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Ocean City Today

MAY 30, 2014

Vicious assault, robbery in downtown OC Middletons’ actions lead to various serious charges for alleged May 25 crimes By Nancy Powell Staff Writer (May 30, 2014) Two men were arrested May 25 after allegedly robbing and viciously assaulting a man near Eighth Street. When Ocean City police encountered the victim, his face was covered in blood and he was using his white T-shirt to wipe the blood from his head. He had various cuts and abrasions, his eyes were swollen and he told police he was in pain. He then described a violent assault that involved two men punching and kicking him in the head. The victim told officers he had gone to a motel room where he started to apologize to two men, whom he had known for three years, for an incident that occurred earlier. According to the charging document, that motel room “contained a large amount of blood all over the unit.” The victim told police that the two men started punching and beating him. At one point, while the victim was on the ground, one of the men starting kicking him in the face. Then one man held him down while the other removed an Iphone, an I.D. and $100 in cash from his pockets. They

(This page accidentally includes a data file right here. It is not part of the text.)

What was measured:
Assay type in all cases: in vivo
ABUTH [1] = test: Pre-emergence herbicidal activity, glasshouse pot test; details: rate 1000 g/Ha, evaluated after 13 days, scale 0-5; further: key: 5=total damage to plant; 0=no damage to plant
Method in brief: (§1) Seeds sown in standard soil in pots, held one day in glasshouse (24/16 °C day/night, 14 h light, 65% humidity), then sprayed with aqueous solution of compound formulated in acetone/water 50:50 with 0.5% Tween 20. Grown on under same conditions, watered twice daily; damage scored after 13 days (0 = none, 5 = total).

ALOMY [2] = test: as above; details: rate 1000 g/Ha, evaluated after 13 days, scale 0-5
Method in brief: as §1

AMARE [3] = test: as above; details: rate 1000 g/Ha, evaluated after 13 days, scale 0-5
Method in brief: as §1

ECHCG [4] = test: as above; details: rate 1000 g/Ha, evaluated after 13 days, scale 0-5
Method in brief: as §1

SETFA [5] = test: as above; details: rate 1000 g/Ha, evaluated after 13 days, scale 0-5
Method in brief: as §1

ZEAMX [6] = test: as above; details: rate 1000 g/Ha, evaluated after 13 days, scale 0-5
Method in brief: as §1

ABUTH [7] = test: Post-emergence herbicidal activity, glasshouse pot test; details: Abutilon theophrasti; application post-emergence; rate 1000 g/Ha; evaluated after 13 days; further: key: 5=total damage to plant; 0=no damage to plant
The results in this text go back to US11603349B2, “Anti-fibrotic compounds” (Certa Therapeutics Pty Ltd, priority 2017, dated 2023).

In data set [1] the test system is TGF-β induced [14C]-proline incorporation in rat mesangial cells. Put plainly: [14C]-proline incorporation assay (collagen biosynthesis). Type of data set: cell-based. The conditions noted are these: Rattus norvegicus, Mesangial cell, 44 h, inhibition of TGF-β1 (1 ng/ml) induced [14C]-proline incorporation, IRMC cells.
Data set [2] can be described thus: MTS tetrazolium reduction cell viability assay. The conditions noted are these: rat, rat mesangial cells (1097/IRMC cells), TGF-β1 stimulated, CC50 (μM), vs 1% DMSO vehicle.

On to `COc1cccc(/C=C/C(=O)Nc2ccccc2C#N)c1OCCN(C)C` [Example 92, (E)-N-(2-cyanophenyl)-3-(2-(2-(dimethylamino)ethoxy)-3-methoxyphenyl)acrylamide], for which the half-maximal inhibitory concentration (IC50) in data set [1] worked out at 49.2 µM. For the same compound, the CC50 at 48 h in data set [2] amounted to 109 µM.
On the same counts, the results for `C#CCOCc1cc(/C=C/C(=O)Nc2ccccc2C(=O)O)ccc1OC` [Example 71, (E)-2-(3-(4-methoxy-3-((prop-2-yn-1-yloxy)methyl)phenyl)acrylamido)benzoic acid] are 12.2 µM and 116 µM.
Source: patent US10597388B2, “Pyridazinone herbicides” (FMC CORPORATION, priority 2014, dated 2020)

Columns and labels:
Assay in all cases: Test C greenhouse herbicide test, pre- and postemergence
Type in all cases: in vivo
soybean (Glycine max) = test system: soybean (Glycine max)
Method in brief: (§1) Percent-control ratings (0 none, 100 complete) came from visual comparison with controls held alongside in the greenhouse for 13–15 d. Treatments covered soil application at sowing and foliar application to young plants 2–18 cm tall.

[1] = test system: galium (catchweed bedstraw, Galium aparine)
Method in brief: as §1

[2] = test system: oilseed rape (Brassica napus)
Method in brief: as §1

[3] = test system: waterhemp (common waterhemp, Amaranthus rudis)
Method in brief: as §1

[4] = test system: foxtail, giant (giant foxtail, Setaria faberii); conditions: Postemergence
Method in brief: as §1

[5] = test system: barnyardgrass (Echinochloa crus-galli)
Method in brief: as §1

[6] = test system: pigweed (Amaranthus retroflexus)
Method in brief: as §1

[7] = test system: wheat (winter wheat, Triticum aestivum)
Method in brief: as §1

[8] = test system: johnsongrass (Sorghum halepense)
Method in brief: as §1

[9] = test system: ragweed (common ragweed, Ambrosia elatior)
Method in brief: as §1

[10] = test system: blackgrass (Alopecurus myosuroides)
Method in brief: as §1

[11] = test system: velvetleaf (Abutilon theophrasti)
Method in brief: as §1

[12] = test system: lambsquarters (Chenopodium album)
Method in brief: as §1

also snatched two chains from his neck. One police officer who had talked to the victim briefly went to the Eighth Street bus stop, where he encountered a man he recognized from an incident earlier that night when one of his friends was arrested for disorderly conduct. The man said he was catching a cab to go to 33rd Street and the police officer noticed that he had changed his clothes since the earlier encounter. At that point, however, the officer had no reason to detain him and the man left to go to 33rd Street. The officer then returned to the victim. After learning details of the incident, the officer realized the man at the bus stop could be a suspect. He contacted Ocean City Police Communications to ask if they could contact the cab company of the cab the man had flagged down. Soon, he learned the cab was southbound near 17th Street with the man as its passenger. The officer, who was on Bike Patrol, went north and saw the man walking on the sidewalk carrying food from McDonald’s. The officer detained the man, identified as Damon M. Middleton, 21, of Washington, D.C. After handcuffing Middleton, the officer saw an ankle bracelet on Middleton’s leg. Middleton said he had been charged with possession of a handgun.